“Many of our customers probably don’t even know that we’ve been named the fastest-growing cleaning in the country, or named the eighth most innovative new franchise brand in America,” he says. “We’re proud of these awards, but the local growth inside each of our communities is much important to us than building a national brand for attention.”

Each Franchise Location Is Different

Kim Spencer, SEO expert for Big Sea marketing agency says, “Your locations are very different. They may look the same, provide the same goods/services, but they are, in fact, different.”

She says that location is different just as customers are different, customer experiences are different, and employees are different.

“What’s within a 5-mile radius from each location is different,” she says.

Here’s what to include in a location page, step-by-step, according to Spencer.

  1. Embed a Google map so users can immediately see the location of your business and get directions.
  2. Use geotags so that the page appears at the top of searches, which includes adding schema markup so that local business hours and other important information is shown properly on the search results.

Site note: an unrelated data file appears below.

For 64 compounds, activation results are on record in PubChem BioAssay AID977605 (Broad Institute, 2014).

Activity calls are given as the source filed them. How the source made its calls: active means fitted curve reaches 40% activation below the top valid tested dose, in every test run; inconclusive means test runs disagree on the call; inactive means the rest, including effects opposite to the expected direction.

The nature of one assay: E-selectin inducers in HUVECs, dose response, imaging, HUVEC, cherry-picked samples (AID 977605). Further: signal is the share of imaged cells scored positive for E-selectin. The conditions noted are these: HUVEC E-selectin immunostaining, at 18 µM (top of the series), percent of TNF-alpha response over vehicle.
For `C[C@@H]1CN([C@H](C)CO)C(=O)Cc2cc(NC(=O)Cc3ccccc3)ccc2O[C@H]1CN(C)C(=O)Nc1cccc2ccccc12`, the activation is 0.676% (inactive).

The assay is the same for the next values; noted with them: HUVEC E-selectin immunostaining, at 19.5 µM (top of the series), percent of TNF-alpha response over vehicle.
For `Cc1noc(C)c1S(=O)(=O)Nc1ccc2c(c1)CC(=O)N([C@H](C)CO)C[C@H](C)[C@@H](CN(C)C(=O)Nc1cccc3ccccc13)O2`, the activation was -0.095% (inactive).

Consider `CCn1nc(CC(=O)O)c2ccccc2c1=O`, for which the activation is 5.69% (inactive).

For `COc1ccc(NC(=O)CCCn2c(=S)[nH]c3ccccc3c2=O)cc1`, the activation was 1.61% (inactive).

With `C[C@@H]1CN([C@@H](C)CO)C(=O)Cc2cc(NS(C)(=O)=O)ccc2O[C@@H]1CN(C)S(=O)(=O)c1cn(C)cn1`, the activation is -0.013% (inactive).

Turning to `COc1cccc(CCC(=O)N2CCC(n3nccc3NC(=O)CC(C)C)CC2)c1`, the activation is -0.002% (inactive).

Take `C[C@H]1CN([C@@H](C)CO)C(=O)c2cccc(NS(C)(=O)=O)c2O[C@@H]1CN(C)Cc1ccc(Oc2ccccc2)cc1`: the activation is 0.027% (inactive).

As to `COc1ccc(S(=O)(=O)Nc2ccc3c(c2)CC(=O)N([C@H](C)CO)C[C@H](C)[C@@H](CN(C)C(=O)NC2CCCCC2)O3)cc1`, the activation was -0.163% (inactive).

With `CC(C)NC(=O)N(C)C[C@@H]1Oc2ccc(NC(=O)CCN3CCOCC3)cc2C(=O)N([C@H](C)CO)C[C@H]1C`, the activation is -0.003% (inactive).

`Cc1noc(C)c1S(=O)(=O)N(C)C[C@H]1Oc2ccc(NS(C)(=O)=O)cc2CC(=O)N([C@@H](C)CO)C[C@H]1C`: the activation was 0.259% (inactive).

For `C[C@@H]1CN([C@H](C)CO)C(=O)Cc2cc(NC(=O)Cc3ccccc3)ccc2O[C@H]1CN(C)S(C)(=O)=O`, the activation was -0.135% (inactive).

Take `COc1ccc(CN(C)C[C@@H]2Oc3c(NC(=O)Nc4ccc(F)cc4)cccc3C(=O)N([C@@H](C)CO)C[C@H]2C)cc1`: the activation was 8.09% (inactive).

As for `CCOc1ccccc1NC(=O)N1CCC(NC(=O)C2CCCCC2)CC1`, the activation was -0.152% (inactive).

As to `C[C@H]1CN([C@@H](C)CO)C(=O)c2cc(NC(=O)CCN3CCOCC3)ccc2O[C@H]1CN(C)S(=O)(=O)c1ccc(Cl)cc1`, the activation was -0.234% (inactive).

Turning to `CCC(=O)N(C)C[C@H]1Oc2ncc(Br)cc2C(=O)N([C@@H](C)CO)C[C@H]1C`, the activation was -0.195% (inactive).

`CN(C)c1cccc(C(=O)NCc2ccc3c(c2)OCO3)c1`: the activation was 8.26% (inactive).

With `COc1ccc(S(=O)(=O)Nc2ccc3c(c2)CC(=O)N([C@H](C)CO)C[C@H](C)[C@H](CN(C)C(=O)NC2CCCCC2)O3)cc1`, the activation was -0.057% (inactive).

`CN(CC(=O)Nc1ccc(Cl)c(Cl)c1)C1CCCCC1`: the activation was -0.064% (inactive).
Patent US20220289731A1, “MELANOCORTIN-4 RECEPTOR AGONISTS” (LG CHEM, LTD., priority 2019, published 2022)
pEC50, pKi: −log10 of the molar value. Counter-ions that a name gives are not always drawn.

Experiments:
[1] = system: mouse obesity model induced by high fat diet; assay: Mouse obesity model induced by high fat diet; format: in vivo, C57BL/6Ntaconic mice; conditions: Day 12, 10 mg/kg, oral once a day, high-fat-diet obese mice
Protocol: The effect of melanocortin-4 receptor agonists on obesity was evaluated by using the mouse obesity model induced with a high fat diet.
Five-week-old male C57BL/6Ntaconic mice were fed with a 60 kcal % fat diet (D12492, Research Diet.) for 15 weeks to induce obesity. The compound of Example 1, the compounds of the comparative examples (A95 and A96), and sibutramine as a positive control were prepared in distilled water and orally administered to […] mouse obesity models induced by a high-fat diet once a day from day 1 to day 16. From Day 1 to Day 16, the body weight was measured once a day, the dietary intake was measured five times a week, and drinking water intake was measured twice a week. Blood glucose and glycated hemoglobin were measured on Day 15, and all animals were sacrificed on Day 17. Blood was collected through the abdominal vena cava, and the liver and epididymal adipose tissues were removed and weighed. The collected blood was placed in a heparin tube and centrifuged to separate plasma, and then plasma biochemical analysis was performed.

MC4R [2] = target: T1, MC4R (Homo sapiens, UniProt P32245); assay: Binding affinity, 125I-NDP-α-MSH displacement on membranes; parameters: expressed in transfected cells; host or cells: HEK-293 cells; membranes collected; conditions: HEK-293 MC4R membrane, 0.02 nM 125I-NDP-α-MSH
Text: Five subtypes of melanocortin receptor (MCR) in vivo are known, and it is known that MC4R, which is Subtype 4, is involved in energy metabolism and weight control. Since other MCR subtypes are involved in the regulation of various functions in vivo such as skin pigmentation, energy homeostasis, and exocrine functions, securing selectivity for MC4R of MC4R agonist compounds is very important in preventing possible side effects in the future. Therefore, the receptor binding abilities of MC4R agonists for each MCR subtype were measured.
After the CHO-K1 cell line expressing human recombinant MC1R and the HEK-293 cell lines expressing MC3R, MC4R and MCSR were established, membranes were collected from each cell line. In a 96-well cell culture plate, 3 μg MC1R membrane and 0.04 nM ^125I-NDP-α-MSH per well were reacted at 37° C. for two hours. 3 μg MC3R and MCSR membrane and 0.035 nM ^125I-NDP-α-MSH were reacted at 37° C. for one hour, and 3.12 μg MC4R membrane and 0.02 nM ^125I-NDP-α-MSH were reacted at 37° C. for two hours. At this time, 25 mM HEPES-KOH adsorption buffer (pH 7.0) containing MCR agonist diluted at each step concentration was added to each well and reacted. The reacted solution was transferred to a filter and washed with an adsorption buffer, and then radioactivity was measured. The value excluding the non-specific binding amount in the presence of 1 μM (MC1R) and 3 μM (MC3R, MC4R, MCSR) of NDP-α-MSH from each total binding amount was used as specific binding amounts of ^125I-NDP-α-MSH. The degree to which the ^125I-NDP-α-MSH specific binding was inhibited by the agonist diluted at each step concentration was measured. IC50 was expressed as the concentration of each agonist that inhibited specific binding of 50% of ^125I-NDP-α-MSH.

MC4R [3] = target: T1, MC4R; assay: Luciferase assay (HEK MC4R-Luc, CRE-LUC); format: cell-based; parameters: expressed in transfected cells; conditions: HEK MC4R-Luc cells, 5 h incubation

3. Include the city name so people searching for that city are able to find the page. Update your page titles, meta tags, and descriptions.
  4. Generate online reviews. Not only does it add more content to your site, but reviews provide users with a customized experience. They care more about what people think about the location they’re visiting than a location across the country.
  5. Add retargeting tracking codes to your location pages. If you ever use AdWords or other paid online advertising, you can retarget users who have already been to your location page and deliver customized ads to them.

Tell Search Engines Your Franchise is Relevant in A Specific Area 

Presley Brouillette, digital marketing specialist at Brew Agency in Baton Rouge, says, “Multi-location businesses and franchises definitely need different location pages for each location that is in operation. The main reason is for their SEO.